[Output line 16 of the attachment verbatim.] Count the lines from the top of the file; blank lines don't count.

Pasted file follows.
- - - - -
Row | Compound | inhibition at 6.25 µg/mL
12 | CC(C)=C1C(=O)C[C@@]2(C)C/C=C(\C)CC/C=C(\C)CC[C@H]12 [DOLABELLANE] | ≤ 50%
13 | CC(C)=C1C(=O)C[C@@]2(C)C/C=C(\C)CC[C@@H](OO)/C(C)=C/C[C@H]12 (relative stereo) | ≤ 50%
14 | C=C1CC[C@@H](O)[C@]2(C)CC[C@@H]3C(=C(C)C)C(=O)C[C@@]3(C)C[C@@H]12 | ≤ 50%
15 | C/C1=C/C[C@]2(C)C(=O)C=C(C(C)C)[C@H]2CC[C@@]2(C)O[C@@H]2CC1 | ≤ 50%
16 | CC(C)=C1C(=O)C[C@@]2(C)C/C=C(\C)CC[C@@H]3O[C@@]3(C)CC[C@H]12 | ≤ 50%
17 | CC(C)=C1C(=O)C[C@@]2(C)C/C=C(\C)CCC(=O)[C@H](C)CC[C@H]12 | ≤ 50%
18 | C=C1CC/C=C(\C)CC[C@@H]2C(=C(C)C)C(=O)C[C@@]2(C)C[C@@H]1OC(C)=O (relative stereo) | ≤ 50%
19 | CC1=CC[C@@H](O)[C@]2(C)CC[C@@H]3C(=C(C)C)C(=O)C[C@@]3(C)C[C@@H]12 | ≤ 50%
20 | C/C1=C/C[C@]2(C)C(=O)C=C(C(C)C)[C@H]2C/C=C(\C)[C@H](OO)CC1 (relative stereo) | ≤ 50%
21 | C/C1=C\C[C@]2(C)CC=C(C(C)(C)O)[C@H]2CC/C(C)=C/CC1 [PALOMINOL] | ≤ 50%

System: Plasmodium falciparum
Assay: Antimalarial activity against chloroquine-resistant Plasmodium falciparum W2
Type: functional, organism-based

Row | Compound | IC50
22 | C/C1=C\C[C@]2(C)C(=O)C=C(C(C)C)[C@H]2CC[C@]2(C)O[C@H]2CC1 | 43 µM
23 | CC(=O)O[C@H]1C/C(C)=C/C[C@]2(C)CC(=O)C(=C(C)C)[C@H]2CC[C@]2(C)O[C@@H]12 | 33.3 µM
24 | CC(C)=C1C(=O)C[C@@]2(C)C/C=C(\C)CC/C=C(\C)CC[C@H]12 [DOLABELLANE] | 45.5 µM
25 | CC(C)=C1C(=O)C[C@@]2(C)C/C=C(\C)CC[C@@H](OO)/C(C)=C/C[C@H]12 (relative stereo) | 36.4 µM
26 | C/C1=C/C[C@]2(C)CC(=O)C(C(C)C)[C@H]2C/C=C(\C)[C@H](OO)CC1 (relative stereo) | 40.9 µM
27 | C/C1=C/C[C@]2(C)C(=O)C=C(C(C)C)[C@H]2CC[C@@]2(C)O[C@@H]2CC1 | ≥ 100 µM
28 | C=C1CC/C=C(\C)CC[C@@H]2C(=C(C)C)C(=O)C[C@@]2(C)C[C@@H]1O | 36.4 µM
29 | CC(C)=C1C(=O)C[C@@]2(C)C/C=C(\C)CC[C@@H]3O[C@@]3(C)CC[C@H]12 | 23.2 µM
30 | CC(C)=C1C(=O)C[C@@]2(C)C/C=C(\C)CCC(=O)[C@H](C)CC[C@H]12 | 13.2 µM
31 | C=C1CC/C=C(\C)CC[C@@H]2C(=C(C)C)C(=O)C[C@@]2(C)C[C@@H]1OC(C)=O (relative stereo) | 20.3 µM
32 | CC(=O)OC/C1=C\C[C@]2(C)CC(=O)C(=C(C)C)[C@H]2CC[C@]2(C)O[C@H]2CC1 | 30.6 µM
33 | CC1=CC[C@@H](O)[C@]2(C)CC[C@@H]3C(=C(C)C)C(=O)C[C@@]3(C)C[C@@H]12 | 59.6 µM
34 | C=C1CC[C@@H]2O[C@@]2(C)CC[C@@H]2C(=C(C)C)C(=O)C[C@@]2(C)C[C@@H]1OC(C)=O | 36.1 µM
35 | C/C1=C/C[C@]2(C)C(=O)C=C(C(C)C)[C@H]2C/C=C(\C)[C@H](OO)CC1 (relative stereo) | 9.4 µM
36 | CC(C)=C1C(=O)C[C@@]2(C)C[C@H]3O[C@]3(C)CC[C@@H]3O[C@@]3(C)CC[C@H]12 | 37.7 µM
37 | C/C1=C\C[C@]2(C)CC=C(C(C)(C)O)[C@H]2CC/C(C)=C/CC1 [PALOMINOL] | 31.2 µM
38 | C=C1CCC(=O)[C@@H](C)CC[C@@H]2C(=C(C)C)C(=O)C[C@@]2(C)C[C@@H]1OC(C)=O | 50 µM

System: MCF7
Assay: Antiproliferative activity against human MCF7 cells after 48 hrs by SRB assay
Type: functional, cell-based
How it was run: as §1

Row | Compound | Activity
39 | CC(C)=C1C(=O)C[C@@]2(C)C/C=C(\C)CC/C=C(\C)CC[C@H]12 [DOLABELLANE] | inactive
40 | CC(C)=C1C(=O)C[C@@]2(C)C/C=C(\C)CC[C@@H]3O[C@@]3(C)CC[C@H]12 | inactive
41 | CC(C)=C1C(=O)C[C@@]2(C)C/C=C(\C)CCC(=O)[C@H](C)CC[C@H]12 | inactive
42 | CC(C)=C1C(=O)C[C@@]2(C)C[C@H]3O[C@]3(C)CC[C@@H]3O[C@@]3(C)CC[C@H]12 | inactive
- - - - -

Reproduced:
22 | C/C1=C\C[C@]2(C)C(=O)C=C(C(C)C)[C@H]2CC[C@]2(C)O[C@H]2CC1 | 43 µM